Volcanic plume monitoring at mount Etna by diffusive(passive)sampling

Alessandro Aiuppa, Mariano Valenza, Cinzia Federico, D'Alessandro, Ferm, Sergio Francesco Bellomo

Research output: Contribution to journalArticlepeer-review

37 Citations (Scopus)


This paper reports the use of diffusive tubes in determining HF, HCI, and SO2 in the volcanic plume of Mount Etna in an attempt to highlight the potential of this method in studying volcanoes. In a first application a network of 18 diffusive tubes was installed on Etna's flanks, aimed at evaluating the atmospheric dispersion of the volcanic plume on a local scale. Results showed a monotonic decrease in volatile air concentrations with distance from the craters (HF from 0.15 to <0.003 μmol m-3 , HCl from 2 to <0.01 μmol m -3, and SO2 from 11 to 0.04 μmol m -3 ), revealing the prevalently volcanic contribution. Matching of SO2/HCl and HCl/HF volatile ratios with contemporaneous measurements at the summit craters validated the use of diffusive tubes in tracing the chemical features of a volcanic plume from remote locations. A first tentative assessment of dry deposition rates of volcanogenic acidic gases was also made, yielding 2.5-74 t d -1 (SO2), 0.6-17 t d-1 (HCl), and 0.02-0.6 t d-1 (HF) and revealing the potential environmental impact of gas emissions. In a second experiment, carried out during the recent October 2002 to February 2003 eruption of Etna, diffusive tubes provided a continuous record of the chemical composition of the eruptive plume from a "safe" distance of ∼1 km from the vents, thus considerably decreasing the risks involved in sampling. This highlighted a clear time decrease in SO2 concentrations and SO 2/HC1 ratios, which was interpreted as due to progressive exhaustion of volatile degassing and eruption energy. Copyright 2004 by the American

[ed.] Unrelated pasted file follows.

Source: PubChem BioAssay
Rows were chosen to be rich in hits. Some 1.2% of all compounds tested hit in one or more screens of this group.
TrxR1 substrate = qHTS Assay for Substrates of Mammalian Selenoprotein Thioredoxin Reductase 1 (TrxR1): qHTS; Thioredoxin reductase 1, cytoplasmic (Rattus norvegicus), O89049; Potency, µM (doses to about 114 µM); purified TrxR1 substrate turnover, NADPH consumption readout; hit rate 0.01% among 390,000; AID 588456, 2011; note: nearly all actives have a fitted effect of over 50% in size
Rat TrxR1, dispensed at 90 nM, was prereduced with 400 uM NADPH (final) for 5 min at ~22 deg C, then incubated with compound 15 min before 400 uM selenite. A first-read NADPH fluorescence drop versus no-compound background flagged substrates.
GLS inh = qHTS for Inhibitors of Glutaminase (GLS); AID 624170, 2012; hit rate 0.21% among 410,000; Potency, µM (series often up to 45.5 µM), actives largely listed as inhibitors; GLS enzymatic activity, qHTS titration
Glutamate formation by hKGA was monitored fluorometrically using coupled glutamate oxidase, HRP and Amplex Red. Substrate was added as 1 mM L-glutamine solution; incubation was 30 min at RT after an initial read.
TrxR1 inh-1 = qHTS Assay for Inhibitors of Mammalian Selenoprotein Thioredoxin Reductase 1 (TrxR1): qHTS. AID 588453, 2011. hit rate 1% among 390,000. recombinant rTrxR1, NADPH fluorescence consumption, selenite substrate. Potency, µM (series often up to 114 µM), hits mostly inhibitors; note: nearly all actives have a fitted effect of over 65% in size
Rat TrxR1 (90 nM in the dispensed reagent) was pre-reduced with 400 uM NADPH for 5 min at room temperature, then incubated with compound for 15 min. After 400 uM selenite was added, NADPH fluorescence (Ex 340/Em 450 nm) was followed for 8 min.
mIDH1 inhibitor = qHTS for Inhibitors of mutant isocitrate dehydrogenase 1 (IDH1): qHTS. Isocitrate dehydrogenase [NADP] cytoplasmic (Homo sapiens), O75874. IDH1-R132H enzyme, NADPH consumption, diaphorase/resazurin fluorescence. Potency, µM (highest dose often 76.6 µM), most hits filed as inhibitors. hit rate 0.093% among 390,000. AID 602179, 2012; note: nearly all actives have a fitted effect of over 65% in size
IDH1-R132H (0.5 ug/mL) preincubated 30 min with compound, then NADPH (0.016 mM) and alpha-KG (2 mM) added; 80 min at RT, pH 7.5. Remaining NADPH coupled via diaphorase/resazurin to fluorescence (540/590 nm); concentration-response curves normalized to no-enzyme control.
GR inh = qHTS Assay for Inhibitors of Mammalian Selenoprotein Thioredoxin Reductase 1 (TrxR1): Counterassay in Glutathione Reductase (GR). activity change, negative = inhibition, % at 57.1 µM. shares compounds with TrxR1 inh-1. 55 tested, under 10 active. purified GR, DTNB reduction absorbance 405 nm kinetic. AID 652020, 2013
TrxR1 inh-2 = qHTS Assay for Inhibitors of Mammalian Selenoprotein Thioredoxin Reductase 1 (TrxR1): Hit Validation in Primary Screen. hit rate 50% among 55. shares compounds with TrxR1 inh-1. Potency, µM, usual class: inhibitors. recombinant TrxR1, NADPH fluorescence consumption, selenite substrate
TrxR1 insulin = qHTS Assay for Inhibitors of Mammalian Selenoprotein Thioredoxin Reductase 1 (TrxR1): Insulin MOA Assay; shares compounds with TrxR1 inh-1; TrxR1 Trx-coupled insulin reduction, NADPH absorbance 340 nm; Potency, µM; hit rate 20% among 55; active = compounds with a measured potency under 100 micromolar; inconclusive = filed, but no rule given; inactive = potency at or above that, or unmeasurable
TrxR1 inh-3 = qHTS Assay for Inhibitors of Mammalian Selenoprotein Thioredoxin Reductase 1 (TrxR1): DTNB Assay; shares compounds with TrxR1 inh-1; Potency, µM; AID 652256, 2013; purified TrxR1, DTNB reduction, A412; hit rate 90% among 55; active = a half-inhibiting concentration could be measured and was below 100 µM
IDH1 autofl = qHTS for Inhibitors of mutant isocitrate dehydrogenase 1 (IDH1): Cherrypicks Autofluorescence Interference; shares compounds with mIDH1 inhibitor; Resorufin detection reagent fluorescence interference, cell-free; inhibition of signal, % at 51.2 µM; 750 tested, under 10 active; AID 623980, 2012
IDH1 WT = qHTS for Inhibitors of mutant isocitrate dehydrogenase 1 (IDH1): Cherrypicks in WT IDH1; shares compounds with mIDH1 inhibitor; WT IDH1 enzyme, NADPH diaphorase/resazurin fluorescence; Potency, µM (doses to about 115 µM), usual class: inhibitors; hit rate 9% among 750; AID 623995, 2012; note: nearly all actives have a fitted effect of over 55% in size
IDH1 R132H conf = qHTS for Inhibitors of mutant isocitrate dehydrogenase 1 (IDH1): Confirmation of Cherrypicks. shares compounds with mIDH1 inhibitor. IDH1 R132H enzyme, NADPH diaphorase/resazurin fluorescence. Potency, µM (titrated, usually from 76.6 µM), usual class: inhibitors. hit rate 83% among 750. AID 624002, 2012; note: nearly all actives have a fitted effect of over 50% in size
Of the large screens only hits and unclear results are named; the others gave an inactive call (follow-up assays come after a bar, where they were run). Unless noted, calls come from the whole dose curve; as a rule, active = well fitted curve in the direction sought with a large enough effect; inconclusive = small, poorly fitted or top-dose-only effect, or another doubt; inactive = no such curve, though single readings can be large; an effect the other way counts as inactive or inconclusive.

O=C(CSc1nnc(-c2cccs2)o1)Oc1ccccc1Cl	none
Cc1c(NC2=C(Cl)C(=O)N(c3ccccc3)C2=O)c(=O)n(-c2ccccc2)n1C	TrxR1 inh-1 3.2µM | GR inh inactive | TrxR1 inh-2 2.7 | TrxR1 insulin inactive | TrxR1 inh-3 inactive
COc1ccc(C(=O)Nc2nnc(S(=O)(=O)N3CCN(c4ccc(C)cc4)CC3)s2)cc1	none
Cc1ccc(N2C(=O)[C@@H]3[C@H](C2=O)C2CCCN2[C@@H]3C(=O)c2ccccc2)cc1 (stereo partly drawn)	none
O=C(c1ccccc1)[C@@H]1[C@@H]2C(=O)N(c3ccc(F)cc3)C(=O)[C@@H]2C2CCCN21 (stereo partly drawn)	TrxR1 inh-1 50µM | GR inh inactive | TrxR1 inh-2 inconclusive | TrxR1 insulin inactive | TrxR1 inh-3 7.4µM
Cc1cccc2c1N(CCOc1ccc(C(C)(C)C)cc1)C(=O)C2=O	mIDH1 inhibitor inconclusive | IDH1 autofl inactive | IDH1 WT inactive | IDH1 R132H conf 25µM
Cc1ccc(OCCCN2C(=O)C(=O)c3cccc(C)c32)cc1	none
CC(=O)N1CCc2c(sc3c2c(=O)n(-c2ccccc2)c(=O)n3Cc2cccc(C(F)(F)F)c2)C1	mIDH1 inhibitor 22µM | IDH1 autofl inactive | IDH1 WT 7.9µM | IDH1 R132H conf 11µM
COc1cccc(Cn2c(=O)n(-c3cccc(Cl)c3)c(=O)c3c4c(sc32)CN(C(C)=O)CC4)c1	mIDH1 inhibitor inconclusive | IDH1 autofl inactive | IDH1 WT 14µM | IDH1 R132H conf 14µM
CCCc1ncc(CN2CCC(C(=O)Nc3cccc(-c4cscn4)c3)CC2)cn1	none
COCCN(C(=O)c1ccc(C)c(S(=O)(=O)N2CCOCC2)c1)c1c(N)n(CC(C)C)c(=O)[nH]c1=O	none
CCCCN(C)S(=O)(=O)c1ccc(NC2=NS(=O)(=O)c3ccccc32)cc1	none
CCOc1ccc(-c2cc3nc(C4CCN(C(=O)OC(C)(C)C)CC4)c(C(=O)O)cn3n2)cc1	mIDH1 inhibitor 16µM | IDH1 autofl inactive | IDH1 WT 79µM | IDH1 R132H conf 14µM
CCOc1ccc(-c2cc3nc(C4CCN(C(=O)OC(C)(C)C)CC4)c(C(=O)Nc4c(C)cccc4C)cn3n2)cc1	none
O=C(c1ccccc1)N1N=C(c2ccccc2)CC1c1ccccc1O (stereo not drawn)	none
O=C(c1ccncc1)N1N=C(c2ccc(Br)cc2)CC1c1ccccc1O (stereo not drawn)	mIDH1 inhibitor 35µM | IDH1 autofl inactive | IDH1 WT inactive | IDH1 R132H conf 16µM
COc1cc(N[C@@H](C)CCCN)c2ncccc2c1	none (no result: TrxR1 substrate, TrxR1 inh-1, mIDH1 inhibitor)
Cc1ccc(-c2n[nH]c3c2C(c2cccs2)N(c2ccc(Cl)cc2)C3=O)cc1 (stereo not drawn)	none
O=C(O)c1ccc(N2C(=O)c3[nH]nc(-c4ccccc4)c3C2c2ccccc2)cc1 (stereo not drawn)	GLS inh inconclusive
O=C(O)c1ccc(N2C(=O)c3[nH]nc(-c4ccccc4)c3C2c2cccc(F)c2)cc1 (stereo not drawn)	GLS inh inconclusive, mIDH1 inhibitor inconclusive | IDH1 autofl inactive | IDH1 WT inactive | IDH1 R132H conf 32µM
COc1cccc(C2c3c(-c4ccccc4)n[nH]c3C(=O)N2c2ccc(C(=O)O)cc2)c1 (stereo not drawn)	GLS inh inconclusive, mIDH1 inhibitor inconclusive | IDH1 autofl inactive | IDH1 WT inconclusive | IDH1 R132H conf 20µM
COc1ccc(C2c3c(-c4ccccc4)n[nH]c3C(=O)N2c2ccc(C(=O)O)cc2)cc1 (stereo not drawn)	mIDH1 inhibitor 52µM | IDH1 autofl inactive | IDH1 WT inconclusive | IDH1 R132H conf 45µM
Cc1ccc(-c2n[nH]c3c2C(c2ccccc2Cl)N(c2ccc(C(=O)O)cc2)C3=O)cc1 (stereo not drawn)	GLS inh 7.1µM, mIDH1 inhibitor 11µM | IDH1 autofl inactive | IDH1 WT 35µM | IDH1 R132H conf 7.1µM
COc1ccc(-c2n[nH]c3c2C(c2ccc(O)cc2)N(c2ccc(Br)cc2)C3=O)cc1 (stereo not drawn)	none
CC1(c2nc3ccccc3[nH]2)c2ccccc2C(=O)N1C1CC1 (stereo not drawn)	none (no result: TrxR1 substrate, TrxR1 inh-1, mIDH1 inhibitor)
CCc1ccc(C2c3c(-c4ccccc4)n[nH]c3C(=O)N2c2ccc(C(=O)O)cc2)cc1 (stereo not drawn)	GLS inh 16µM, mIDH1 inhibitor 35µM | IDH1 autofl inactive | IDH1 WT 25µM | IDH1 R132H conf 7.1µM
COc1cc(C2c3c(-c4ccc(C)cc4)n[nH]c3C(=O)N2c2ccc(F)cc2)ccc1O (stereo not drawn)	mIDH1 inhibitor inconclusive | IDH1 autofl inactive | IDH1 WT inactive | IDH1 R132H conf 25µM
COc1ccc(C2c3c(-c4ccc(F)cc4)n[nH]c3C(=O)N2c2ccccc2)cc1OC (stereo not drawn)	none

Original languageEnglish
Pages (from-to)1-11
Number of pages0
Publication statusPublished - 2004

All Science Journal Classification (ASJC) codes

  • Geophysics
  • Forestry
  • Oceanography
  • Aquatic Science
  • Ecology
  • Water Science and Technology
  • Soil Science
  • Geochemistry and Petrology
  • Earth-Surface Processes
  • Atmospheric Science
  • Earth and Planetary Sciences (miscellaneous)
  • Space and Planetary Science
  • Palaeontology


Dive into the research topics of 'Volcanic plume monitoring at mount Etna by diffusive(passive)sampling'. Together they form a unique fingerprint.

Cite this